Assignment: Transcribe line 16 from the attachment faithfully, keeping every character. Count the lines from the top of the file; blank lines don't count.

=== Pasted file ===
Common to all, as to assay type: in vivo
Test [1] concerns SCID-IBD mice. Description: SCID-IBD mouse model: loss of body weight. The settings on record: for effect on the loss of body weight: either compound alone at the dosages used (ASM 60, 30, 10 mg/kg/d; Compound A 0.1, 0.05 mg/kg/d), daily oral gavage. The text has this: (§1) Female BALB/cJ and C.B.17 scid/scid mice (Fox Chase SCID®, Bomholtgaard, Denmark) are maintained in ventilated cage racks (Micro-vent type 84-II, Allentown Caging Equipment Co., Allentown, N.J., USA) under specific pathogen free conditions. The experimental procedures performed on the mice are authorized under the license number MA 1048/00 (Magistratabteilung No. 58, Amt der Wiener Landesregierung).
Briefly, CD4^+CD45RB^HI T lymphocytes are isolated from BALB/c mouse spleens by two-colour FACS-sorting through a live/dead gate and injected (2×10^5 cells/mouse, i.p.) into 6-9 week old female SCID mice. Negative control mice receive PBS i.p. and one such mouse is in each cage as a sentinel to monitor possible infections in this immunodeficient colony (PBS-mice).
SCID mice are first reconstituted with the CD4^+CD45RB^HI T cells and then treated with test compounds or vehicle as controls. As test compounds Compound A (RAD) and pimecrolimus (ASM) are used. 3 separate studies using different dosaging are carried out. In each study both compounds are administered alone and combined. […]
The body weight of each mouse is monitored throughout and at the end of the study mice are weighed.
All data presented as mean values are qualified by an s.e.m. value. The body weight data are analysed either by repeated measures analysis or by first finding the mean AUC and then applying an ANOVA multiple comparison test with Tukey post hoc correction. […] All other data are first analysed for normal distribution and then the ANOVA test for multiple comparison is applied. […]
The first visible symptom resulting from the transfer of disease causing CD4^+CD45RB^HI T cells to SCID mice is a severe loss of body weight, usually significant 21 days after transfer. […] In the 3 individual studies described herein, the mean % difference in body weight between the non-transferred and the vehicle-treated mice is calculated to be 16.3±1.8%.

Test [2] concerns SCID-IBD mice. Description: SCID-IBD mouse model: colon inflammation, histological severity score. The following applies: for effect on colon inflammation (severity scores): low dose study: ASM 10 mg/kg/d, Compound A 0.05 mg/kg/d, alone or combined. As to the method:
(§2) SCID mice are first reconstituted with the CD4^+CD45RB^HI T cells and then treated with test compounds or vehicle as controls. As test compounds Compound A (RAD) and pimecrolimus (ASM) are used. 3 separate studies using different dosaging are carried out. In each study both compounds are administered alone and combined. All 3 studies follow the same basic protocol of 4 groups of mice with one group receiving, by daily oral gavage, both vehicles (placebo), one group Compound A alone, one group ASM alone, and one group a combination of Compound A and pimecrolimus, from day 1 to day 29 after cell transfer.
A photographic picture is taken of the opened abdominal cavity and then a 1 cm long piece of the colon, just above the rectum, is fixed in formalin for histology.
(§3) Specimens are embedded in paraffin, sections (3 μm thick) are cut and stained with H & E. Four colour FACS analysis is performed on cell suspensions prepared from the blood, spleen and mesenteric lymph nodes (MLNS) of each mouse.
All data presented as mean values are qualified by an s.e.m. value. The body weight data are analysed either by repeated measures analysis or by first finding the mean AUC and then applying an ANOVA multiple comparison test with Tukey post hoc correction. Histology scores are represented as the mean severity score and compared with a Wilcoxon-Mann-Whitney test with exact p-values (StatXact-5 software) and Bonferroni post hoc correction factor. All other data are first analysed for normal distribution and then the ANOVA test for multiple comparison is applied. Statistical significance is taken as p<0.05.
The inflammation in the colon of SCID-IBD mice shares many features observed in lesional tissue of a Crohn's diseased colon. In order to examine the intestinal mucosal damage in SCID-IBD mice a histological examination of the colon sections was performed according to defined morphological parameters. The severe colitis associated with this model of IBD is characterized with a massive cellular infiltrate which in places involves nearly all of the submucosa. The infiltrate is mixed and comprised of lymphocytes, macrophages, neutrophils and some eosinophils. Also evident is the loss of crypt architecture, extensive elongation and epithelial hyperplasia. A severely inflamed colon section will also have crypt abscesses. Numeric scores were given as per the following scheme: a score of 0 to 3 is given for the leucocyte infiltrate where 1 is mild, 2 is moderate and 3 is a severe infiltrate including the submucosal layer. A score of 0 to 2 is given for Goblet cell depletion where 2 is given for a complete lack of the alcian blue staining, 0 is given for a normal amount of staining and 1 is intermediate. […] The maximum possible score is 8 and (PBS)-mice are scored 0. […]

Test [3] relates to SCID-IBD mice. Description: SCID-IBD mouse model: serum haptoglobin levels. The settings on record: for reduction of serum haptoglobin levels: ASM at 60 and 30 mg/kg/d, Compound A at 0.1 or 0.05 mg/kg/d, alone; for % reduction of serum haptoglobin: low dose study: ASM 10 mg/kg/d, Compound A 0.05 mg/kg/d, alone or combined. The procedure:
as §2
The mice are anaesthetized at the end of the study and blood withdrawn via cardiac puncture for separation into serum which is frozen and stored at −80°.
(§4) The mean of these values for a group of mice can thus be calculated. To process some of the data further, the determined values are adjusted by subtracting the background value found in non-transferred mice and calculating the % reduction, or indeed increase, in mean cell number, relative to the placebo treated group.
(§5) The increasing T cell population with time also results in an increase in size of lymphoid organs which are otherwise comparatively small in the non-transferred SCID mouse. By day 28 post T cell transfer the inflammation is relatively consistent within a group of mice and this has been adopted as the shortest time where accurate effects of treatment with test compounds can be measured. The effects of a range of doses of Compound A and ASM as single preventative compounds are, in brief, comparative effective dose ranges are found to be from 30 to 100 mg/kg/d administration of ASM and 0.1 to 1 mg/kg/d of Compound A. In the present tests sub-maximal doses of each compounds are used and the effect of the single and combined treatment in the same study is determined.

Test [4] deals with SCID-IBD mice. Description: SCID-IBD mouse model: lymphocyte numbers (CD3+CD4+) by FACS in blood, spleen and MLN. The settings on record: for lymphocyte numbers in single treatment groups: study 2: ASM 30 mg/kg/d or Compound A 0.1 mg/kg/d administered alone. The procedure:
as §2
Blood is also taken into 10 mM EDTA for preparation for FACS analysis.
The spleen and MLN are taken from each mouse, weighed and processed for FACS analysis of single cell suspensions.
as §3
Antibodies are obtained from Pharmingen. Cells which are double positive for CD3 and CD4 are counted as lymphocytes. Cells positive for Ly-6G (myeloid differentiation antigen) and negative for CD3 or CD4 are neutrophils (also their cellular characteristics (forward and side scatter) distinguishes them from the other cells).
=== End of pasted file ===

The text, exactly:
The mice are anaesthetized at the end of the study and blood withdrawn via cardiac puncture for separation into serum which is frozen and stored at −80°.